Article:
In some respects, however, a surface piercing propeller also can give rise to some problems. Since the propeller blades to a great part of their revolution operates in air there will appear a lifting force when the propeller, after having rotated in the air, hits the water surface. The propeller blades thereby hit the water surface with a substantially horizontal force. Said lifting force can amount even up to 30% of the propulsion force of the propeller, and this will reduce the effective propulsion ability of the propeller.

Since only half the propeller operates under water the impact force of the propeller against the water surface also will make the propeller shaft be subjected to a certain unevenly distributed load which may cause problems with wear of bearings, vibrations, and in the worst case, rupture of the propeller shaft.

There has been a desire to make it possible to make use of the favourable properties of surface piercing propellers by using such surface piercing propellers also for propulsing ships in the cases where the propeller, even at full speed of the ship, operates entirely under water. This, however, has not met with success depending on a problem which has been difficult to solve: Since the propeller operates entirely under the water surface there will be a strong sub pressure against the surface of the propeller facing forwardly

and this leads to cavitation and cavitation damages depending therefrom. Cavitation damages can generally be compared with corrosion damages. For eliminating such problem it is necessary that the surface piercing propellers are ventilated, so that the sub pressure against front surfaces of the propeller blades can be unloaded at each individual revolution of the propeller, and whereby air bubbles, which tend to appear at the (front) suction side of the propeller in case of cavitation, are removed. The ventilation also should be such that the propeller blades, during the greatest part of their revolution, for instance up to 90% of their revolution, are allowed to operate in the water, whereas said propeller blades, during a very little part is its revolution, operate in the air. In this last mentioned case the sub pressure on the suction side of the propeller blade is unloaded, and this strongly reduces the risk of appearance of cavitation.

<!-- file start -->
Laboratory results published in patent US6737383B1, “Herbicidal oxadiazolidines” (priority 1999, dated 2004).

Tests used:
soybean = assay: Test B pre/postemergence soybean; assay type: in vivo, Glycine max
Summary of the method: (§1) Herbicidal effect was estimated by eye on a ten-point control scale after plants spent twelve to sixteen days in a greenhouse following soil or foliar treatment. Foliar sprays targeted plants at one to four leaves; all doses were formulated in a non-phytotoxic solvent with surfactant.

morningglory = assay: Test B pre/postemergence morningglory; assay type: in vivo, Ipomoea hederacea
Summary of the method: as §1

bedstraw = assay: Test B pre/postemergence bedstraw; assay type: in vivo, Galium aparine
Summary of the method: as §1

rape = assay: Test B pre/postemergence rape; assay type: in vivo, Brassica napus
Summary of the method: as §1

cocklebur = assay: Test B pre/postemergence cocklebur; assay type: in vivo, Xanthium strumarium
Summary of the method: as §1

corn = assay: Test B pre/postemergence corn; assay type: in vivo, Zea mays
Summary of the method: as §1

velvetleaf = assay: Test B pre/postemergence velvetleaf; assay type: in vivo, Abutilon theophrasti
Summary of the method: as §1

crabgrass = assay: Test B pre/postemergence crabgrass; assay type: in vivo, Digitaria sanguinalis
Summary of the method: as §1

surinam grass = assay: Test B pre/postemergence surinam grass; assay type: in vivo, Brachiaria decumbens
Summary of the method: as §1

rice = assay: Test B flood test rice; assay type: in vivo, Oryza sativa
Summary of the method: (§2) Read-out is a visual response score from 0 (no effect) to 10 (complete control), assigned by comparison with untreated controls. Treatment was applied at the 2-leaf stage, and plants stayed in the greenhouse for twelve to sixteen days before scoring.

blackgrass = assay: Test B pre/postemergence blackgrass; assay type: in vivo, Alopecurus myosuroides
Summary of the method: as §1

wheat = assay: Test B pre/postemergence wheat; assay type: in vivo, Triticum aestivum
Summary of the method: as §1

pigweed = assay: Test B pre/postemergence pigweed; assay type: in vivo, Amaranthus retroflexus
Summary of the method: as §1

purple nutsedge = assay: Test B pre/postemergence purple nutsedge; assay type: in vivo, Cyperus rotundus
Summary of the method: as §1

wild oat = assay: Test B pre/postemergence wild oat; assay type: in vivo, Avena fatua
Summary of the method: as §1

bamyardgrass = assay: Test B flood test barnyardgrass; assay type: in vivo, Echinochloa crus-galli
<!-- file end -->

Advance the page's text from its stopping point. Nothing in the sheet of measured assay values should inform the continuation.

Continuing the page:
The ventilation of a surface piercing propeller, which operates entirely under water has, in turn, caused special problems.

According to the invention the drive, or the hub of the water craft, with the surface piercing propeller is mounted adjacent the bottom of a fin like hull body, or a part of a complete hull body comprising a fin like hull part extending down towards the propeller hub, and whereby said hull part has a rear side extending transversally to the longitudinal direction of the water craft and has an average width in said direction which is substantially less than the propeller diameter. In the vertical direction the transversely cut conical fin body should extend at an angle upwards-forwards from the propeller centre of not more than 45° to an angle upwards-rearwards from the propeller of not more than 45°. While propulsing the water craft forwards at a medium to high speed the fin like hull part creates a cone shaped air column down to the propeller hub, and behind the propeller a successively reduced cone shaped air chamber. Said air column down to the propeller centre should be as narrow as possible, and preferably it should not cover more than 10% of the propulsion surface of the propeller, at a maximum. It is very important that said air column at the propeller hub is so narrow as possible. When the propeller rotates each propeller blade passes once per revolution through said air column, whereby the sub pressure against the propeller blade is practically completely unloaded. Tests in water have proved that a water craft of the described type having a surface piercing propeller and having the above described